BASCOMB: So how big is the area and what is the depth you were diving in?

The enormous size of the corals indicates that they are at least two decades old, researchers report. (Photo: @alexis.rosenfeld, supported by UNESCO)

HEDOUIN: So I think one of the things very interesting about that reef, is that like there is one species that live from 30 to 40 meter that is called Porites rus. And it's a species that we used to know from the lagoon side, and they form branching colonies, and you can find them everywhere in the bay, in the lagoon and stuff like that. And when you go on the site, like at 30 meter, this coral looks like a plate, like and they form like the different plates arranged together to form this big roses shape that we call the rose coral. So it's very impressive in terms of biology to realize that you have this coral, the same species that could change its morphology with the depth and because the light is becoming limiting at depth, so they kind of change their shape to really be able to capture the few light that is arriving at that depth. So one thing that was very impressive for me. Something more in terms of biology is that at some point, when you go deeper, at 45 meter, 50 meter, you can find one rose that is made of two different species. One is Porites rus, and one is Pachyseris. So the two species kind of correlate together to form this big rose shaped colony that you can see. So it's very interesting, and I was really fascinated by discovering this coral and this landscape.

The corals are located in what is known as the twilight zone, an area of the ocean with very little sunlight. (Photo: @alexis.rosenfeld, supported by UNESCO)

BASCOMB: Of course, we know that worldwide, coral reefs are in serious decline from rising ocean temperatures and coral bleaching. Roughly half have actually died since the 1950s. And the future doesn't look good. But from what I understand this deep coral in Tahiti is actually quite healthy and in really good condition. To what degree do you think the depth is protecting it from climate change and warming water?

HEDOUIN: Yeah, that was one of the information that for me was very important is like, the size of the colony was very big, somewhere like two meter diameter. And we know that coral, when they live deeper, they'll grow smaller. So when you have that size of coral, they are approximately 20 years old, at least. So this means that we have been going for the last two decades without any insert from thermal stress, global warming, it didn't affect that. I believe that the main reason is like the light because like the bleaching is really a reaction to what we call oxidative stress. And that oxidative stress is due to the high temperature that is combined to a high light intensity, that generate like that oxidative stress. So if you reduce one part of the stress, that will be the high light, then they will be able to kind of face the heat stress that they will have. So because in the deep, they will just have the heat stress and normally, they can bleach but they can recover. And I believe that's the reason why today we don't find any sign of mortality on that reef. So the depth is kind of protecting them from like the bleaching event. And potentially it will not protect them forever, because it really, really depends of the intensity and the frequency of the future heat stress that will occur on Earth. But until now in French Polynesia it's really like a trend that we observe, that the deeper reefs have been protected from climate change.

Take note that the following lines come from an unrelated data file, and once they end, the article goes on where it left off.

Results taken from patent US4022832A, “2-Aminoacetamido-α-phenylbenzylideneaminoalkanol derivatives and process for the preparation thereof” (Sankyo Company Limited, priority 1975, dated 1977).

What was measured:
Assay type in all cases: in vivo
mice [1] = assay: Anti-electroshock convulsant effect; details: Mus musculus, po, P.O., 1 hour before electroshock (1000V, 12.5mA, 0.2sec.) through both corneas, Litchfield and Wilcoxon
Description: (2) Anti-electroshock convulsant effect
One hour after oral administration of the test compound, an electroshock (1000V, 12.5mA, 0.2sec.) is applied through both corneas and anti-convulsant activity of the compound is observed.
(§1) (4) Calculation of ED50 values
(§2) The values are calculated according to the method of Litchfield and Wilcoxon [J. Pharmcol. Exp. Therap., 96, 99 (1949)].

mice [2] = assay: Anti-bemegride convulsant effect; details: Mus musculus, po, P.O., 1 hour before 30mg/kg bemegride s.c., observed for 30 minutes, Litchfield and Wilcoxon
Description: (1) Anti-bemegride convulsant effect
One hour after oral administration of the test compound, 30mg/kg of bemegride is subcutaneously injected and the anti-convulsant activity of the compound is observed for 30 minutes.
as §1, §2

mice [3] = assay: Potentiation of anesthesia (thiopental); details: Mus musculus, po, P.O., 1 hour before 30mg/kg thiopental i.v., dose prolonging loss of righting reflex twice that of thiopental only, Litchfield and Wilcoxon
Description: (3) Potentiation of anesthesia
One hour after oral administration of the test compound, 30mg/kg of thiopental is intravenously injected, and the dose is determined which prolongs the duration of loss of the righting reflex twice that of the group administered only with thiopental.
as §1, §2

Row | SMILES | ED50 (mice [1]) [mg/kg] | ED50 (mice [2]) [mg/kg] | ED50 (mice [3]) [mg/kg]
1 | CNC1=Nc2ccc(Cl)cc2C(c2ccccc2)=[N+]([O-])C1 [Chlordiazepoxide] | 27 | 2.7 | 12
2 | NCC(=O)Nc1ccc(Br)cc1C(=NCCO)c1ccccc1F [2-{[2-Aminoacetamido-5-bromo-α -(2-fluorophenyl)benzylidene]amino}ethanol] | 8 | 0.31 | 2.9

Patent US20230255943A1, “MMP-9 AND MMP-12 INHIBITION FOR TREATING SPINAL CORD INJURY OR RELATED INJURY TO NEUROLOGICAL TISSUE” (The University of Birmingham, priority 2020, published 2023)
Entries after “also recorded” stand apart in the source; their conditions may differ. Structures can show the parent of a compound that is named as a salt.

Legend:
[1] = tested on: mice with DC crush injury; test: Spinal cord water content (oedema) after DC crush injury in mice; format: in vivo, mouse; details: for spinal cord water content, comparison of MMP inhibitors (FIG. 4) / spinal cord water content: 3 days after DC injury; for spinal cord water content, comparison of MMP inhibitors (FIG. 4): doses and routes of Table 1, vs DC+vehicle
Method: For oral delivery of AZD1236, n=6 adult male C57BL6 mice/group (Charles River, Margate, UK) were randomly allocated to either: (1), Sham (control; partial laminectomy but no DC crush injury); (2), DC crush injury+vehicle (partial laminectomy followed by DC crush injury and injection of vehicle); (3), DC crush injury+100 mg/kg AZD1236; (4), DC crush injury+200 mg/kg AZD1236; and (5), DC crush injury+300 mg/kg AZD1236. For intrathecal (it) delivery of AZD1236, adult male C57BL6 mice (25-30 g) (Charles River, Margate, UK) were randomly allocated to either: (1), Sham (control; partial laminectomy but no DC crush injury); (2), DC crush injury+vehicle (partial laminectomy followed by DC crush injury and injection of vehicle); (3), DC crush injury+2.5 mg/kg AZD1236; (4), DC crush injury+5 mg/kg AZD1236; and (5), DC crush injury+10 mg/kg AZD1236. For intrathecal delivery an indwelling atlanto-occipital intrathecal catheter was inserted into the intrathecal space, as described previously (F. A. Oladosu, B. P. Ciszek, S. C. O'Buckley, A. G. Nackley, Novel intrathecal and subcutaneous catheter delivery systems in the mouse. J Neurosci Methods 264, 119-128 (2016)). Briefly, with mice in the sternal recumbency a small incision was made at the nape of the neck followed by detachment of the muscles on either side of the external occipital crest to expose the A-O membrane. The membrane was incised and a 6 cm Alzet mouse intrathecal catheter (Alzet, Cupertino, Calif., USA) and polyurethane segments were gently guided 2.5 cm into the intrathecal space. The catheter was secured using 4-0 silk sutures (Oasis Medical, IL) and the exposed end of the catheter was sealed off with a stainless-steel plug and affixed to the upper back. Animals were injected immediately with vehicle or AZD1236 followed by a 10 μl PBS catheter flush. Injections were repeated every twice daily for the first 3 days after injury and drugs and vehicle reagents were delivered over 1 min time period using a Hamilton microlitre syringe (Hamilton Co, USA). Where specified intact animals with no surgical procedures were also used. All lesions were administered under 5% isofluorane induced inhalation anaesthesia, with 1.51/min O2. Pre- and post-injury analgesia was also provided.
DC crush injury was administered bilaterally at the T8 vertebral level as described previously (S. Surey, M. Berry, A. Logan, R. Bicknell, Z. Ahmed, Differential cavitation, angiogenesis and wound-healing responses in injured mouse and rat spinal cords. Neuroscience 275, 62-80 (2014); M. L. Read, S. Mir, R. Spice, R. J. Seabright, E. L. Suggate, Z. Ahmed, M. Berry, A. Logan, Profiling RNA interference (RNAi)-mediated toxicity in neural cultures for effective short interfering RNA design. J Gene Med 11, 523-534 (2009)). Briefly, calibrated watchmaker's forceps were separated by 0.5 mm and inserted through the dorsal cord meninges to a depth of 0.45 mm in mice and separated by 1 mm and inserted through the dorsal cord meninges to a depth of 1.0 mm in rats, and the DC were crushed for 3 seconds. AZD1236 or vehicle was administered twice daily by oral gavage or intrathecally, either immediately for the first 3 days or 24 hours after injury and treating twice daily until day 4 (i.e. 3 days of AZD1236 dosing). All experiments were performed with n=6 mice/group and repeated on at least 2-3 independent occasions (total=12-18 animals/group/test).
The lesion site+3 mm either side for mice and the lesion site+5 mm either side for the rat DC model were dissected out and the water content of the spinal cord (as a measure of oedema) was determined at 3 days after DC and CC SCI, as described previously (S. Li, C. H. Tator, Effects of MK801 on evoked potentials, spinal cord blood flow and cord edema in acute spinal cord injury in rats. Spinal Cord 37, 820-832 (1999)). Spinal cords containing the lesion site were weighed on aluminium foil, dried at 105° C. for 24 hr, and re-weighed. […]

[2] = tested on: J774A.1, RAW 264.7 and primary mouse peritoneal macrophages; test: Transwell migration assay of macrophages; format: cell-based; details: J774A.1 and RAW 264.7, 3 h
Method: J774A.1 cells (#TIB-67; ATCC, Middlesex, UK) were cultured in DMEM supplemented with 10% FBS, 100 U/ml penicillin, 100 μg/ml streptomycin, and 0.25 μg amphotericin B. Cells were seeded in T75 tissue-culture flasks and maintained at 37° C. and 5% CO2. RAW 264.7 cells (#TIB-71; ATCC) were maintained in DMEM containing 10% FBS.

While about half of the Earth’s coral reefs have died in the last 70 years, the corals discovered in Tahiti are thriving—a phenomenon that is intriguing scientists. (Photo: @alexis.rosenfeld, supported by UNESCO)

BASCOMB: What are some of the potential impacts of this discovery? I mean, how possible is it that deep sea corals like this can be helpful with coral restoration in more shallow water?

HEDOUIN: So, one of the theory and hypothesis is the reason that deeper corals is that because like they share like similar species as the shallow reefs and we have been watching spawning on the deeper reef for this species of Porites rus, so if they are spawning, you can have baby corals from like the deeper reef that will come and that will settle in the shallow reef that are really impacted or degraded. So they could be like a natural source of new baby coral that will help the resilience of the coral on the surface that has been degraded. So that's the first point. And also I think there is like a way to see also this part of the reef that we need to study because potentially they could serve our nursery for like some fish or some other organism that are key also for like the shallow water reef. Also what we think is that we put into the light this coral, this area of Tahiti, but we think that if we do more dive in Tahiti, we have the potential to discover more area like that. I think we just don't have at that time the knowledge of how diverse these deeper reef are and how abundant they are, and I think there is really a need to better identify where they are because they could be key target to help the resilience of other coral reefs.

Alexis Rosenfeld, supported by UNESCO, took these stunning underwater photographs. (Photo: @alexis.rosenfeld, supported by UNESCO)

BASCOMB: Laetitia Hedouin is a researcher at the Center for Island Research and Environmental Observatory in French Polynesia. Laetitia, thank you so much for taking this time with me today.

HEDOUIN: Thank you, goodbye.

Related links:
- UNESCO | “Rare Coral Reef Discovered Near Tahiti by a UNESCO Mission”